Living cells must alter their external form actively, otherwise functions like cell division would not be possible. At the Technical University of Munich the biophysicist Professor Andreas Bausch and his team have developed a synthetic cell model to investigate the fundamental principles of the underlying cellular mechanics.
European Research Council, German Research Foundation

Contact: Dr. Andreas Battenberg
Technical University of Munich (TUM)

Public Release: 18-Apr-2016
Science Advances
Magnetic vortices defy temperature fluctuations
Magnetic nanovortices in magnetite minerals are reliable witnesses of the Earth's history, as revealed by the first high-resolution studies of these structures undertaken by scientists from Germany and the United Kingdom. The magnetic structures are built during the cooling of molten rock and reflect the earth's magnetic field at the time of their formation.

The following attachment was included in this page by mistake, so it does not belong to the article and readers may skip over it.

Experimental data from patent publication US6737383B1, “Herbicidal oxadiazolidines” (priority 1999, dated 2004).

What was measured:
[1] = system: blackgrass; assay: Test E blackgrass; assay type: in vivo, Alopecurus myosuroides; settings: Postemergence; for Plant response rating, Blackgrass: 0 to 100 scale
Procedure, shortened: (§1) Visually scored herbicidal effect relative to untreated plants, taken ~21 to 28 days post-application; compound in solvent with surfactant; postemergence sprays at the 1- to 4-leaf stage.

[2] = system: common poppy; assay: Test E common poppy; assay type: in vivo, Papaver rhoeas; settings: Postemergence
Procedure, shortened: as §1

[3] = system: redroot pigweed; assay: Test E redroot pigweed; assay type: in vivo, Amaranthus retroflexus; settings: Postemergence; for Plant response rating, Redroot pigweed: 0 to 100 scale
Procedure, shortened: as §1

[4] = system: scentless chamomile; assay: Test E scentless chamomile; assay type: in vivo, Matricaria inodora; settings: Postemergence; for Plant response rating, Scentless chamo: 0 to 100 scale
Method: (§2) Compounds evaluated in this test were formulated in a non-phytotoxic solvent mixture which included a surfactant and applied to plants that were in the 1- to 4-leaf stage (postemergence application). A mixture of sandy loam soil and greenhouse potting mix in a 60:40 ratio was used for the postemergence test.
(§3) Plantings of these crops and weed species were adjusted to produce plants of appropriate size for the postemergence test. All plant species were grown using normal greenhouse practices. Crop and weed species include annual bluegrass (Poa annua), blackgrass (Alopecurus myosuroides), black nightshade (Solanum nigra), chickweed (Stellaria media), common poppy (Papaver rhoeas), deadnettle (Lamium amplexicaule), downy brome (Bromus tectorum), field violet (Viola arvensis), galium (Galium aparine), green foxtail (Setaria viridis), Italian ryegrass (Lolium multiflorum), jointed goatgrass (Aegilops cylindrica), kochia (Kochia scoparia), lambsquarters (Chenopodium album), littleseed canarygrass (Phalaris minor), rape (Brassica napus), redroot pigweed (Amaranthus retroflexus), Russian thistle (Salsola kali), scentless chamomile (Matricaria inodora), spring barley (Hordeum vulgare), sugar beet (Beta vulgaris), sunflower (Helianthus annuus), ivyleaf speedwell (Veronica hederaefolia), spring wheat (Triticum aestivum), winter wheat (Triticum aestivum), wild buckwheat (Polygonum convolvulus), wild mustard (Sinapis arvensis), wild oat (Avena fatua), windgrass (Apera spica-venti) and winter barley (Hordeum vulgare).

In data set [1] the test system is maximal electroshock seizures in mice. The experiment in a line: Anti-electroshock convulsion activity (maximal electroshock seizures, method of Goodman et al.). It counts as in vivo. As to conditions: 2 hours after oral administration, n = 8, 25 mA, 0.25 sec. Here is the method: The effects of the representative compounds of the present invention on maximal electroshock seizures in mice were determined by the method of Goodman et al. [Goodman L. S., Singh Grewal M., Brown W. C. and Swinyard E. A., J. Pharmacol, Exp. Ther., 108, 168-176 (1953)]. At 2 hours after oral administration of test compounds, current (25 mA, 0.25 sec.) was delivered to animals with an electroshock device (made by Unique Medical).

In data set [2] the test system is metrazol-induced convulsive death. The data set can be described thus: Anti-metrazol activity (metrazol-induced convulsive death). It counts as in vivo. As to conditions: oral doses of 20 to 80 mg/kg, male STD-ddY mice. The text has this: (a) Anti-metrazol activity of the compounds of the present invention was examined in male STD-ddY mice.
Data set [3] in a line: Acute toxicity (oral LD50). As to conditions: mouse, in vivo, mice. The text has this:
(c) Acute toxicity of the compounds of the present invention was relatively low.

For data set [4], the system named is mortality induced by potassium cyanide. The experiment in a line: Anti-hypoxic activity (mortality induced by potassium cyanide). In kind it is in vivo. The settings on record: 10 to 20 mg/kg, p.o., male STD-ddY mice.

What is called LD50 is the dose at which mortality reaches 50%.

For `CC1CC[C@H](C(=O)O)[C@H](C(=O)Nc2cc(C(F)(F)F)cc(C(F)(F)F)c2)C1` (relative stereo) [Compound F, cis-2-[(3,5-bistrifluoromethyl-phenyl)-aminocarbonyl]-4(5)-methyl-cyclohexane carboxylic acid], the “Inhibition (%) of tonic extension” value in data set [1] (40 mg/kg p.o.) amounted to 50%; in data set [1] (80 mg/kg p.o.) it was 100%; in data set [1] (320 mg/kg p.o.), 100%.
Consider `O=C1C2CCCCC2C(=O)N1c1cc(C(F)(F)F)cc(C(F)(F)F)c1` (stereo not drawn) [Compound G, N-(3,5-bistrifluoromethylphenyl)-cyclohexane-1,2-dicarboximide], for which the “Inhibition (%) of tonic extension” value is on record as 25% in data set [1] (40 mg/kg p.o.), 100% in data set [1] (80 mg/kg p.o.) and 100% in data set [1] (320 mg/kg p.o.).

Natural Environment Research Council, European Research Council

Contact: Angela Wenzik
Forschungszentrum Juelich

Public Release: 18-Apr-2016
Nature Communications
Nanomaterial to drive new generation of solar cells: ANU media release
Physicists have discovered radical new properties in a nanomaterial which opens new possibilities for highly efficient thermophotovoltaic cells, which could one day harvest heat in the dark and turn it into electricity. The research team from the Australian National University and the University of California Berkeley demonstrated a new artificial material, or metamaterial, that glows in an unusual way when heated.

Contact: Dr. Sergey Kruk
Australian National University

Public Release: 18-Apr-2016
Proceedings of the National Academy of Sciences
Metastasis-promoting circulating tumor cell clusters pass through capillary-sized vessels